Boo Yah! I can ride a bicycle! 54:58 40k! In my debut non draft race, I was first out of the water, first out of T2 and won by over 2 minutes with the fastest run split of the day!

I’d delayed my entrance into the non-draft circuit until two things happened:

1. I owned an awesome TT bike

2. I could put out the power that would make me worthy of an awesome TT bike.

While 1 was technically never more than a credit card bill away, a truly fast TT bike had to wait until Kestrel kindly decided that I would be a recipient of their innovation and largess. I was gifted with the smooth ride and aerodynamics of this baby, the Kestrel 4000 LTD:



Indispensable things

The more difficult part, however, was the power worthy of an awesome TT bike, which was accomplished due to the coaching of Mike Doane. Last year I spent a bunch of time riding with Ben Collins, master of non-draft cycling, which helped remind me on a daily basis that I still had a long way to go before I could compete with great guys. I improved a lot, but was humbled regularly.

This year I’ve been able to do a bunch of riding with the ETA (or, more recently, the Colorado Triathlon Academy), and Luke Farkas more specifically. Despite being only 19, Luke is frequently king of the Saturday Colorado Springs World Championships (known more informally as the group ride). Even if he can’t remember to bring a flat kit, he’s been winning his races with some powerful bike breakaways and solid running to back that up. Riding in the DoaneZone with him definitely pushed my power threshold way up.

One more thing that helped was having a couple stupid injuries this year that kept me out of running. With the extra free time, I’ve been able to put in a lot of hours on the bike and I was relieved to see those hours show up on race day.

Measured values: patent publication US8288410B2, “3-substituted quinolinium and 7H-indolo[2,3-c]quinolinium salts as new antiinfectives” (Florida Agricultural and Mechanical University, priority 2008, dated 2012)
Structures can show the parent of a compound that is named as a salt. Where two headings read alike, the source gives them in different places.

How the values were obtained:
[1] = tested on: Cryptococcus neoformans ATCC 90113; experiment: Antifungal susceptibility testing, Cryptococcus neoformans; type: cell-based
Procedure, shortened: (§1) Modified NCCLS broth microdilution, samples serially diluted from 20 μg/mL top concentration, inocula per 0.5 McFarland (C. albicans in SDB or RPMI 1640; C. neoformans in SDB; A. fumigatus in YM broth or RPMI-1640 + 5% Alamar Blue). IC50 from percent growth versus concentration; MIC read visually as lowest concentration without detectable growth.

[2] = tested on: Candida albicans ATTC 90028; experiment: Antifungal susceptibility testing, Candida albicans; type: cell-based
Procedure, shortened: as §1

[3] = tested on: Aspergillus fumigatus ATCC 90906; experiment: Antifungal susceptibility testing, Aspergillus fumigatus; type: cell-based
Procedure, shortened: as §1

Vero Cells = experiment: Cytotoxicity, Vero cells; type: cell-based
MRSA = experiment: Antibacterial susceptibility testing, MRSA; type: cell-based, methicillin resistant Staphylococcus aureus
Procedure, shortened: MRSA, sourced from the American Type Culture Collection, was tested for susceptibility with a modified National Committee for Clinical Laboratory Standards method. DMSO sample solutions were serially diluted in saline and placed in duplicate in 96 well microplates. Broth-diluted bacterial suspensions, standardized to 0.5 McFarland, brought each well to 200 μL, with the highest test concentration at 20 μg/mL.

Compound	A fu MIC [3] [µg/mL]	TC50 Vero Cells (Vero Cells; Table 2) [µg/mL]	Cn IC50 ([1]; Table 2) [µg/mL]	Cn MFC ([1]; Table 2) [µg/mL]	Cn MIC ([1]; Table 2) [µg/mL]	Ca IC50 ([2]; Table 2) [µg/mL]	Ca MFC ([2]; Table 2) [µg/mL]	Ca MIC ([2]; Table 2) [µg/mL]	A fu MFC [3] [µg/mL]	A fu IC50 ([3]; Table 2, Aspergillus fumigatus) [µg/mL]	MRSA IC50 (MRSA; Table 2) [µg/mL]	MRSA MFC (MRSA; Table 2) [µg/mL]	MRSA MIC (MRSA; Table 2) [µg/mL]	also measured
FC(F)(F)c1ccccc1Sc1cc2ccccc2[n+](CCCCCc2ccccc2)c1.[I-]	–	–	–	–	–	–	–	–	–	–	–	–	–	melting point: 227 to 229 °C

Those injuries, however, also meant that I’d raced only once since last October, so I was getting very anxious to be out on the race course. Couple that with having never done a non-draft race before, and during the week leading up to the race I was doing my best to not start running around in screaming circles. Hawaiian shirts were a necessity. Sometimes more than one per day, just to make sure I had a constant source of relaxation on hand.

I wasn’t quite sure if I would be ready for this race, so I made sure to prep pretty much everything so I could be as aero as possible. I researched the most aerodynamic water bottle positions and shapes. I ended up with TorHans on the downtube and a homemade bottle between my aerobars.

This is the definition of DIY sexiness:

“Wow, Greg! We love your water bottle. What bendy straw!”


The race played out perfectly. I still can’t believe how good I felt. The swim was fun, and I was part of a group of 5 guys that broke away from the rest of the pros. Unlike an ITU event, there were no moments where I feared for my life nor when I was close to having my race end before I hit dry land. I sprinted around Jimmy Seear at the end of the swim to take an imaginary swim prime which paid out in pride and a fall onto the slippery carpet. I still made it through T1 in first and was out into uncharted territory quicker than anyone else. After this fast swim, I’m stoked to have a partnership with Zone3 wetsuits. Started by former pro James Lock, its owners are great guys with an awesome philosophy that produces great swim gear and wetsuits.